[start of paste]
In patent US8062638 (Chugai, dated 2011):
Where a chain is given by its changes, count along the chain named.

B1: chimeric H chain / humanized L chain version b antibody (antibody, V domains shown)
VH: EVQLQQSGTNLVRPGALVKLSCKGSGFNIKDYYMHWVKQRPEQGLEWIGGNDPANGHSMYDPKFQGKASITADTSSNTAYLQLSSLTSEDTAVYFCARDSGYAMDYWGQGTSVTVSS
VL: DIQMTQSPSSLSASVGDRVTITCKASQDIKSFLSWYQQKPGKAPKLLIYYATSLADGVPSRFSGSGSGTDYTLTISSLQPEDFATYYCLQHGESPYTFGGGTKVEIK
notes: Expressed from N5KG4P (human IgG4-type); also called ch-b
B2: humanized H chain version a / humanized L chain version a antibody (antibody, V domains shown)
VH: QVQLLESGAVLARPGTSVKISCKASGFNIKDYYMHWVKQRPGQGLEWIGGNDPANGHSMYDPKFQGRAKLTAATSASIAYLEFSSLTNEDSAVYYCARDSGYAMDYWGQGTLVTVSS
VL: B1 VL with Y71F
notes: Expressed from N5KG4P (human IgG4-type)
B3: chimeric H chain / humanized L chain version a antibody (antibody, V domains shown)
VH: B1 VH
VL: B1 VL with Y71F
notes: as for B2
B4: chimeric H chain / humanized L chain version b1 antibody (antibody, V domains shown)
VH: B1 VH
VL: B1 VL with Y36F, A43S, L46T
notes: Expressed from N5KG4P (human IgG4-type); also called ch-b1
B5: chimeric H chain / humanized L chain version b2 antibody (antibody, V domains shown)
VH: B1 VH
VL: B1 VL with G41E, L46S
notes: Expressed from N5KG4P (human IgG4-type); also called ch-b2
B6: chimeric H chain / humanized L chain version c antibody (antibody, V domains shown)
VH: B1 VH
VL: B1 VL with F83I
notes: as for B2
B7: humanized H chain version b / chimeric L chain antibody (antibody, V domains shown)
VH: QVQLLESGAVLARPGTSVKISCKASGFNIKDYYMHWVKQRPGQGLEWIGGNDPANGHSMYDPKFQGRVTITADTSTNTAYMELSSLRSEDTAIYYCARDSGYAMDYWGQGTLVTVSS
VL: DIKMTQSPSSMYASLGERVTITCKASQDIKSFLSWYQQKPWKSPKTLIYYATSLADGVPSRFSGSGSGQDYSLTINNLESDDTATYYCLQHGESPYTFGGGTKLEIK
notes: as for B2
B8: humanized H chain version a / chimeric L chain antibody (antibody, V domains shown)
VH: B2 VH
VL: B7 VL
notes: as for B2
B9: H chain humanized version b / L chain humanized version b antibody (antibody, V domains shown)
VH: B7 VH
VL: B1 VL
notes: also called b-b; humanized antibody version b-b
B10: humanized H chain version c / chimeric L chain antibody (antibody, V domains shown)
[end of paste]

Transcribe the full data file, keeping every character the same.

In patent US8062638 (Chugai, dated 2011):
Where a chain is given by its changes, count along the chain named.

B1: chimeric H chain / humanized L chain version b antibody (antibody, V domains shown)
VH: EVQLQQSGTNLVRPGALVKLSCKGSGFNIKDYYMHWVKQRPEQGLEWIGGNDPANGHSMYDPKFQGKASITADTSSNTAYLQLSSLTSEDTAVYFCARDSGYAMDYWGQGTSVTVSS
VL: DIQMTQSPSSLSASVGDRVTITCKASQDIKSFLSWYQQKPGKAPKLLIYYATSLADGVPSRFSGSGSGTDYTLTISSLQPEDFATYYCLQHGESPYTFGGGTKVEIK
notes: Expressed from N5KG4P (human IgG4-type); also called ch-b
B2: humanized H chain version a / humanized L chain version a antibody (antibody, V domains shown)
VH: QVQLLESGAVLARPGTSVKISCKASGFNIKDYYMHWVKQRPGQGLEWIGGNDPANGHSMYDPKFQGRAKLTAATSASIAYLEFSSLTNEDSAVYYCARDSGYAMDYWGQGTLVTVSS
VL: B1 VL with Y71F
notes: Expressed from N5KG4P (human IgG4-type)
B3: chimeric H chain / humanized L chain version a antibody (antibody, V domains shown)
VH: B1 VH
VL: B1 VL with Y71F
notes: as for B2
B4: chimeric H chain / humanized L chain version b1 antibody (antibody, V domains shown)
VH: B1 VH
VL: B1 VL with Y36F, A43S, L46T
notes: Expressed from N5KG4P (human IgG4-type); also called ch-b1
B5: chimeric H chain / humanized L chain version b2 antibody (antibody, V domains shown)
VH: B1 VH
VL: B1 VL with G41E, L46S
notes: Expressed from N5KG4P (human IgG4-type); also called ch-b2
B6: chimeric H chain / humanized L chain version c antibody (antibody, V domains shown)
VH: B1 VH
VL: B1 VL with F83I
notes: as for B2
B7: humanized H chain version b / chimeric L chain antibody (antibody, V domains shown)
VH: QVQLLESGAVLARPGTSVKISCKASGFNIKDYYMHWVKQRPGQGLEWIGGNDPANGHSMYDPKFQGRVTITADTSTNTAYMELSSLRSEDTAIYYCARDSGYAMDYWGQGTLVTVSS
VL: DIKMTQSPSSMYASLGERVTITCKASQDIKSFLSWYQQKPWKSPKTLIYYATSLADGVPSRFSGSGSGQDYSLTINNLESDDTATYYCLQHGESPYTFGGGTKLEIK
notes: as for B2
B8: humanized H chain version a / chimeric L chain antibody (antibody, V domains shown)
VH: B2 VH
VL: B7 VL
notes: as for B2
B9: H chain humanized version b / L chain humanized version b antibody (antibody, V domains shown)
VH: B7 VH
VL: B1 VL
notes: also called b-b; humanized antibody version b-b
B10: humanized H chain version c / chimeric L chain antibody (antibody, V domains shown)